Emma L. Pratt at the IATEFL Conference Brighton 2018

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One of our VAC members, Emma L. Pratt, was invited to participate in a innovative way at IATEFL 2018.

Header Image: Detail from “The Ecosytem”, in response to the first plenary about the relationship between research and the classroom.

Being Invited to be the Artist in Residence at IATEFL in Brighton 2018

When I was invited to be the artist in residence at IATEFL in Brighton this year, I jumped at the chance. I had already been talking about artists’ residencies in learning at our Image Conference  http://theimageconference.org/emma-louise-pratt-talks-about-her-session-at-the-image-conference/ and especially language learning contexts, and I was keen to develop my own practice and build on my knowledge from having coordinated artists in schools in New Zealand.

The Pre-Conference Day for the GISIG

I had also been invited to participate in the Visual Arts Circle’s facilitation of the Global Issues SIG PCE day. This was an opportunity to explore workshop as performance; an artwork in itself. I had used video and storytelling to lead delegates into a space where they were invited to express their own personal thoughts and stories visually on the theme of social justice.

The Visual Arts in IATEFL 2018

Over the four days of the conference I made work that responded to the guest plenary speakers of IATEFL. I was daunted by the prospect of having to produce “something” under pressure on a topic that was not of my choosing. Added to that, having to do it in public. In short, a difficult brief that is almost counter-creative. Not everyone can do it, but I have a secret weapon. Children and a day job.

My arts practice has long fitted itself around the requirements of co-raising children, co-running a home and co-running a small company. When you are this busy, you become very efficient in the art of filtering noise, stealing moments and giving space to let ideas bubble and process. When I can’t physically make with my hands, I see it in my mind’s eye: images, shapes, colours, all coming and going.

I’ve heard it called “El rio bajo rio” the underground river. All practised creatives know that this river of creativity is flowing even when it’s apparently built over with the day to day needs asked of you. There it flows in the dark velvety deep.

The Teaching Artist

The concept of a teaching artist is perhaps a new idea in language teaching circles. However, in arts circles, it’s a term well used, especially in the United States. You may have heard the concept described sometimes as the participative artist, collaborative artist, the citizen artist and activist artist.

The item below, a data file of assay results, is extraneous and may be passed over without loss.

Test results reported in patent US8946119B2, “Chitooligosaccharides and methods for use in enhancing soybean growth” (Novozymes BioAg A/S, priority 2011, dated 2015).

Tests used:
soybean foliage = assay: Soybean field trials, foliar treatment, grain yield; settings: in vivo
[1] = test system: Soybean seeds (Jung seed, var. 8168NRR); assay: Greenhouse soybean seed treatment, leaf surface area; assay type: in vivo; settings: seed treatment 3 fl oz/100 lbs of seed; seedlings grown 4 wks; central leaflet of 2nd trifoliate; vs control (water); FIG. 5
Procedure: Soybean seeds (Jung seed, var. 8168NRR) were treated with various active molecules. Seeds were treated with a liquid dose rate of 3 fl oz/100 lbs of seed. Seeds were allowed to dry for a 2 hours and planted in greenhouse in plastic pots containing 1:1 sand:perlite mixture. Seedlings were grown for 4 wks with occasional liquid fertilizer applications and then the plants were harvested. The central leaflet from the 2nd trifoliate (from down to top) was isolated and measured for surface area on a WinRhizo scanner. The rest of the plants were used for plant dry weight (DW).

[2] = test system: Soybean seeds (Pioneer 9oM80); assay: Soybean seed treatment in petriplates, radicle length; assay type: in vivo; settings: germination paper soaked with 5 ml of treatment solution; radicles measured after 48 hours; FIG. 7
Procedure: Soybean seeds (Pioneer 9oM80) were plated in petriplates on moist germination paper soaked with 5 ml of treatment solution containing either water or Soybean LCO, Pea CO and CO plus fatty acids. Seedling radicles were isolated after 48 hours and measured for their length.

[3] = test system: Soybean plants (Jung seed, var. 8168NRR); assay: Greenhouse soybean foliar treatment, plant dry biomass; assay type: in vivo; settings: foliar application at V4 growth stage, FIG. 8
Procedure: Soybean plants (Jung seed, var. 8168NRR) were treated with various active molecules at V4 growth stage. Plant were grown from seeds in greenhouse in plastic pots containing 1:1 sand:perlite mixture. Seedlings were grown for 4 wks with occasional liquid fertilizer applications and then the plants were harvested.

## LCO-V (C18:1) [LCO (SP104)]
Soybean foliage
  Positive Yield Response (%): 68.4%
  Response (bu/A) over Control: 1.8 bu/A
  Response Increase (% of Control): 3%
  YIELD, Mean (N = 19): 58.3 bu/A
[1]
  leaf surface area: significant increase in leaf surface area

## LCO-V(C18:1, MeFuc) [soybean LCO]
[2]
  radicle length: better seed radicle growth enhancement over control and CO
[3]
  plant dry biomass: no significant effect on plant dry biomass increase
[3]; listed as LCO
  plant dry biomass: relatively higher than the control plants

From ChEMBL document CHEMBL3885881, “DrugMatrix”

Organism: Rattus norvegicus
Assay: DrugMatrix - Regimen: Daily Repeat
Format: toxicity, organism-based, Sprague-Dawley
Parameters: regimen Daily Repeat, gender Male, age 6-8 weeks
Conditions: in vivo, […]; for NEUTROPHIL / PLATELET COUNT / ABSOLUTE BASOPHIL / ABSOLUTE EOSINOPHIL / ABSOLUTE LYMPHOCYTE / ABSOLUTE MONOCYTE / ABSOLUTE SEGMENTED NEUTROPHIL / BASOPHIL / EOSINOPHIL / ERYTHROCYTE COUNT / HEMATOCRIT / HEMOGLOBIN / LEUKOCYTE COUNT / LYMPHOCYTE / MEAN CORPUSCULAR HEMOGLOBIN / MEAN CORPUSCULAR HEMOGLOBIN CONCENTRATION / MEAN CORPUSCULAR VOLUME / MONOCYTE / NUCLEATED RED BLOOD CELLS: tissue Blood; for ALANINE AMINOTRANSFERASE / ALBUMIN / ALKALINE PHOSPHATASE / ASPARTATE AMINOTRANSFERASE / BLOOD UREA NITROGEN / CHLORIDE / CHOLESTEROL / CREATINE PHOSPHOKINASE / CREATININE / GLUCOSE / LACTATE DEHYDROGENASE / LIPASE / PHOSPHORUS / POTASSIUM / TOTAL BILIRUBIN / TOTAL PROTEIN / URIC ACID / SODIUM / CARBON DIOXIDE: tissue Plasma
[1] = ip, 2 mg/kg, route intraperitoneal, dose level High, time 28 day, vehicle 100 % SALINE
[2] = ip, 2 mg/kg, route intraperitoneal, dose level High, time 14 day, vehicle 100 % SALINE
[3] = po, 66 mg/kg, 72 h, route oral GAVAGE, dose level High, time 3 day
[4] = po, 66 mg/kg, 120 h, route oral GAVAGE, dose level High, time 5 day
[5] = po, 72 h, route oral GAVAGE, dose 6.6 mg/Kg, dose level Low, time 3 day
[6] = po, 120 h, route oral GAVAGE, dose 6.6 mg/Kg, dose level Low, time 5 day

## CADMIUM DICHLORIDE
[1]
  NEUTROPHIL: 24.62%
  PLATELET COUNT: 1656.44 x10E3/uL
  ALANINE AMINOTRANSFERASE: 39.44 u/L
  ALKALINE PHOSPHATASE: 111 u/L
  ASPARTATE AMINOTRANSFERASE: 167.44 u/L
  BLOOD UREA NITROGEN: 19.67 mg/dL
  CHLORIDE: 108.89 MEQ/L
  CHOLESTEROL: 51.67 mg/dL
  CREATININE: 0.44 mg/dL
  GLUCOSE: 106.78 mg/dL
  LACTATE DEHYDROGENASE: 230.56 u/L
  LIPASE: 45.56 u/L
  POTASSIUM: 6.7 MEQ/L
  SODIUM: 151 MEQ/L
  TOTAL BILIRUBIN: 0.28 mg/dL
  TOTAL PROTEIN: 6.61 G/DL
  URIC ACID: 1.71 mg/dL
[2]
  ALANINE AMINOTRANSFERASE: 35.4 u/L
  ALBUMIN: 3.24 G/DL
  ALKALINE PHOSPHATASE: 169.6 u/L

These are all ways to describe artists who move and shapeshift, finding their practice to be something that covers both the making of art works and interaction with a community.

These acts of art making take place away from the sometimes exclusive or problematic world of galleries and museums. They take place in the forms of residencies, performances and workshops in classrooms, public spaces and in my case this April 2018, at the IATEFL conference in Brighton.

Slow Digestion

My temporary art studio, with its work in progress provided chance for reflection. I only had one plenary to digest slowly for the day. Meanwhile, others dashed about in front of me, often asking me hurriedly if room 11 was anywhere near.

Conferences cause a sense of rush. We often need to “doggy bag” our thoughts and reactions, in order to sit down at the next meal. One workshop or presentation after another blurs into a degustation menu that is presented too fast, the plates taken away too suddenly.

I on the other hand, had the space to slow it all down. People could, and did, come and pull up a chair and chat with me as I worked or wandered about the visual work I was creating and peered over my shoulder.

Giving Silence a Place

During the GISIG preconference day, in the first playful stage of our workshop, I noticed that the room had fallen silent.  Everyone had been asked to pick up brushes and in and water and simply play with the material on watercolour paper. It was a stage designed to loosen everyone up and introduce them to the materials before we got on to more serious matters.

I had expected chatter, but what I found was silence. A silent room. One delegate described it as if the act of watching the ink absorb in the paper made our bodies and minds slow down too. Perhaps we could consider more space for that.”

Emma would like to thank the GISIG, VAC and IATEFL for the invitation as well as her small team at Frameworks Education Group who walked the dog, fed and entertained the children and held generally held the fort, enabling her to be there. 😉

Emma Louise Pratt IATEFL Artist in Residence Brighton, 2018.


 

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Anna Whitcher & Kieran Donaghy: GISIG & Visual Arts Circle Joint PCE